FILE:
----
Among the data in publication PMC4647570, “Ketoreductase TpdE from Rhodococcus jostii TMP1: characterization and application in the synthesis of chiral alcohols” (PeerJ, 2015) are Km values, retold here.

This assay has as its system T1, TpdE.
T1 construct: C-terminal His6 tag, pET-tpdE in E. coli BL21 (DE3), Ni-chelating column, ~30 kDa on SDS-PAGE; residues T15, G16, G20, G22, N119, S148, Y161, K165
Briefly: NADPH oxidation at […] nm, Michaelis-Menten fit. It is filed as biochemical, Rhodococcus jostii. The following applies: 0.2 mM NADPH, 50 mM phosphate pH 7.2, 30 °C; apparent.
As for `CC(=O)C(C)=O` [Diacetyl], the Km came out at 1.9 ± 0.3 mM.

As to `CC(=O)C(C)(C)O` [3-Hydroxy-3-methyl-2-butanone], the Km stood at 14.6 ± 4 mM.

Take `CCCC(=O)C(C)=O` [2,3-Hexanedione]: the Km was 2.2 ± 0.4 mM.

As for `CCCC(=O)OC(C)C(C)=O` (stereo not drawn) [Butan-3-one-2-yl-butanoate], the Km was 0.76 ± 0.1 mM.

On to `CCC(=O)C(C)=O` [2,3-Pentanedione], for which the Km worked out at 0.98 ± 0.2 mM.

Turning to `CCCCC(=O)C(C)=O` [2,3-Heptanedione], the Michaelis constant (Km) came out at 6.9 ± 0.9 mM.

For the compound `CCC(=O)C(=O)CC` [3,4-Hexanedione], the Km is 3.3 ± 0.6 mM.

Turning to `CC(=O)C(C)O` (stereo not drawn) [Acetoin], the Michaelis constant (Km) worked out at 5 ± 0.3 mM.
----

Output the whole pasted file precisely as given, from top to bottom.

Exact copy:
Among the data in publication PMC4647570, “Ketoreductase TpdE from Rhodococcus jostii TMP1: characterization and application in the synthesis of chiral alcohols” (PeerJ, 2015) are Km values, retold here.

This assay has as its system T1, TpdE.
T1 construct: C-terminal His6 tag, pET-tpdE in E. coli BL21 (DE3), Ni-chelating column, ~30 kDa on SDS-PAGE; residues T15, G16, G20, G22, N119, S148, Y161, K165
Briefly: NADPH oxidation at […] nm, Michaelis-Menten fit. It is filed as biochemical, Rhodococcus jostii. The following applies: 0.2 mM NADPH, 50 mM phosphate pH 7.2, 30 °C; apparent.
As for `CC(=O)C(C)=O` [Diacetyl], the Km came out at 1.9 ± 0.3 mM.

As to `CC(=O)C(C)(C)O` [3-Hydroxy-3-methyl-2-butanone], the Km stood at 14.6 ± 4 mM.

Take `CCCC(=O)C(C)=O` [2,3-Hexanedione]: the Km was 2.2 ± 0.4 mM.

As for `CCCC(=O)OC(C)C(C)=O` (stereo not drawn) [Butan-3-one-2-yl-butanoate], the Km was 0.76 ± 0.1 mM.

On to `CCC(=O)C(C)=O` [2,3-Pentanedione], for which the Km worked out at 0.98 ± 0.2 mM.

Turning to `CCCCC(=O)C(C)=O` [2,3-Heptanedione], the Michaelis constant (Km) came out at 6.9 ± 0.9 mM.

For the compound `CCC(=O)C(=O)CC` [3,4-Hexanedione], the Km is 3.3 ± 0.6 mM.

Turning to `CC(=O)C(C)O` (stereo not drawn) [Acetoin], the Michaelis constant (Km) worked out at 5 ± 0.3 mM.